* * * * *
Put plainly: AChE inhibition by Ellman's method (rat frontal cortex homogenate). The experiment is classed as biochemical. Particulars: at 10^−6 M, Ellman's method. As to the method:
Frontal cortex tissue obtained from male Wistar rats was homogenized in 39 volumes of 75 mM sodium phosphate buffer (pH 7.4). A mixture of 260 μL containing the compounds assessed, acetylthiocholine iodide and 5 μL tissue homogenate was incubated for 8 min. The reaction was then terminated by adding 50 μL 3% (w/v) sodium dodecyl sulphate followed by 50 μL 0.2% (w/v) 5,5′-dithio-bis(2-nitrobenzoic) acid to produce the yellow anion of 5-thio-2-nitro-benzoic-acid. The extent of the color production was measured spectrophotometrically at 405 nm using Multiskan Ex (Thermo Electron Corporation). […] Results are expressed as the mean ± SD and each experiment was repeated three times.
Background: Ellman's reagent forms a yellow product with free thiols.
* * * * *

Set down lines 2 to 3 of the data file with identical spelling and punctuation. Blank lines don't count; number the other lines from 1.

Frontal cortex tissue obtained from male Wistar rats was homogenized in 39 volumes of 75 mM sodium phosphate buffer (pH 7.4). A mixture of 260 μL containing the compounds assessed, acetylthiocholine iodide and 5 μL tissue homogenate was incubated for 8 min. The reaction was then terminated by adding 50 μL 3% (w/v) sodium dodecyl sulphate followed by 50 μL 0.2% (w/v) 5,5′-dithio-bis(2-nitrobenzoic) acid to produce the yellow anion of 5-thio-2-nitro-benzoic-acid. The extent of the color production was measured spectrophotometrically at 405 nm using Multiskan Ex (Thermo Electron Corporation). […] Results are expressed as the mean ± SD and each experiment was repeated three times.
Background: Ellman's reagent forms a yellow product with free thiols.